Chemistry » Thermochemistry » Enthalpy

Summarizing Enthalpy

Key Concepts and Summary

If a chemical change is carried out at constant pressure and the only work done is caused by expansion or contraction, q for the change is called the enthalpy change with the symbol ΔH, or \(\text{Δ}{H}_{298}^{°}\) for reactions occurring under standard state conditions. The value of ΔH for a reaction in one direction is equal in magnitude, but opposite in sign, to ΔH for the reaction in the opposite direction, and ΔH is directly proportional to the quantity of reactants and products.

Examples of enthalpy changes include enthalpy of combustion, enthalpy of fusion, enthalpy of vaporization, and standard enthalpy of formation. The standard enthalpy of formation, \(\text{Δ}{H}_{\text{f}}^{°},\) is the enthalpy change accompanying the formation of 1 mole of a substance from the elements in their most stable states at 1 bar (standard state).

Many of the processes are carried out at 298.15 K. If the enthalpies of formation are available for the reactants and products of a reaction, the enthalpy change can be calculated using Hess’s law: If a process can be written as the sum of several stepwise processes, the enthalpy change of the total process equals the sum of the enthalpy changes of the various steps.

Key Equations

  • \(\text{Δ}U=q+w\)
  • \(\text{Δ}{H}_{\text{reaction}}^{°}=\sum n\phantom{\rule{0.2em}{0ex}}×\phantom{\rule{0.2em}{0ex}}\text{Δ}{H}_{\text{f}}^{°}\text{(products)}-\sum n\phantom{\rule{0.2em}{0ex}}×\phantom{\rule{0.2em}{0ex}}\text{Δ}{H}_{\text{f}}^{°}\left(\text{reactants}\right)\)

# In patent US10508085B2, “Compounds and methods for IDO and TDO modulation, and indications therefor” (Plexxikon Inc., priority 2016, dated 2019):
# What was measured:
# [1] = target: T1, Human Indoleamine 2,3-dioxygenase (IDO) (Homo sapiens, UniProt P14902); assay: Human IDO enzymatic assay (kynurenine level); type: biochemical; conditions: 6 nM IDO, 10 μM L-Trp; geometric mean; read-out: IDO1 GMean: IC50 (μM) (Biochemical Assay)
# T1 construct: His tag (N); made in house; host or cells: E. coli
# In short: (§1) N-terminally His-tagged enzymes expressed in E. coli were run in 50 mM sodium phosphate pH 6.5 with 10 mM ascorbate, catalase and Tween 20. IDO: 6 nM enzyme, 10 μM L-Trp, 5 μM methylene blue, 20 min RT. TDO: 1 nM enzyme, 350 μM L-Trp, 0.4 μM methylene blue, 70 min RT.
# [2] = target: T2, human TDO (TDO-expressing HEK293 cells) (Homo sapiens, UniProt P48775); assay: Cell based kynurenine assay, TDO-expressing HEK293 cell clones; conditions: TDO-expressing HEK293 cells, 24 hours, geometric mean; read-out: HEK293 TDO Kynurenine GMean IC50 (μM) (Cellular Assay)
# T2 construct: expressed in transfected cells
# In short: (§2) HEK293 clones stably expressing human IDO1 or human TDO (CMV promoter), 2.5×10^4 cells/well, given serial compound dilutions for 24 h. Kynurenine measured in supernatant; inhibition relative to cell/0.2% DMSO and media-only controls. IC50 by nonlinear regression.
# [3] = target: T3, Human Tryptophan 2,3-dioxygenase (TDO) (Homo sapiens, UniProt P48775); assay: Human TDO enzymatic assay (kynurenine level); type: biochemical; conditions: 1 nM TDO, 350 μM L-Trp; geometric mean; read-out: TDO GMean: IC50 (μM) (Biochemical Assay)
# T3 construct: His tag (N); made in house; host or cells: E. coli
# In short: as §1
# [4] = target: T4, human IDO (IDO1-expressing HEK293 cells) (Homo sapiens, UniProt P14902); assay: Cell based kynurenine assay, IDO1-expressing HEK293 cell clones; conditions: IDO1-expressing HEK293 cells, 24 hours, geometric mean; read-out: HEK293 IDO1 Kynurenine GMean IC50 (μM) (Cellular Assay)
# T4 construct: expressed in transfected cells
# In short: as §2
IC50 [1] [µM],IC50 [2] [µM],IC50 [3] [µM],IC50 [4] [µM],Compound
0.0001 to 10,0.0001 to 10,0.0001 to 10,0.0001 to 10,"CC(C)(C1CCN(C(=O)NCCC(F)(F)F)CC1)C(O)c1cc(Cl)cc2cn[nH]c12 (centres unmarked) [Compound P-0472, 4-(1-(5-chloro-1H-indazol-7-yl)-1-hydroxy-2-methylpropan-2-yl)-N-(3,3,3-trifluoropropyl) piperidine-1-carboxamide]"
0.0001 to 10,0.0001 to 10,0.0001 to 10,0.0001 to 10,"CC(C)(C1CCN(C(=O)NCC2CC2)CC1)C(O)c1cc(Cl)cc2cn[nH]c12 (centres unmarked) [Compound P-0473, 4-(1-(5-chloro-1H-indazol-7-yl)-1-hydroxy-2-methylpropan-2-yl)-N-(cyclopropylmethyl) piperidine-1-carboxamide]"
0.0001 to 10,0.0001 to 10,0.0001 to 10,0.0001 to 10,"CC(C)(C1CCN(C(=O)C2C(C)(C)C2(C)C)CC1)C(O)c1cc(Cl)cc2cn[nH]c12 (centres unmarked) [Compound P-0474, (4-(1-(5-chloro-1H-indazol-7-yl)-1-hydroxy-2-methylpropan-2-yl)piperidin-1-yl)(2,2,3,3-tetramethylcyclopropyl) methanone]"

chemical thermodynamics

area of science that deals with the relationships between heat, work, and all forms of energy associated with chemical and physical processes

enthalpy (H)

sum of a system’s internal energy and the mathematical product of its pressure and volume

enthalpy change (ΔH)

heat released or absorbed by a system under constant pressure during a chemical or physical process

expansion work (pressure-volume work)

work done as a system expands or contracts against external pressure

first law of thermodynamics

internal energy of a system changes due to heat flow in or out of the system or work done on or by the system

Hess’s law

if a process can be represented as the sum of several steps, the enthalpy change of the process equals the sum of the enthalpy changes of the steps


compound composed only of hydrogen and carbon; the major component of fossil fuels

internal energy (U)

total of all possible kinds of energy present in a substance or substances

standard enthalpy of combustion \(\text{(}\text{Δ}{H}_{\text{c}}^{°}\text{)}\)

heat released when one mole of a compound undergoes complete combustion under standard conditions

standard enthalpy of formation \(\text{(}\text{Δ}{H}_{\text{f}}^{°}\text{)}\)

enthalpy change of a chemical reaction in which 1 mole of a pure substance is formed from its elements in their most stable states under standard state conditions

standard state

set of physical conditions as accepted as common reference conditions for reporting thermodynamic properties; 1 bar of pressure, and solutions at 1 molar concentrations, usually at a temperature of 298.15 K

state function

property depending only on the state of a system, and not the path taken to reach that state

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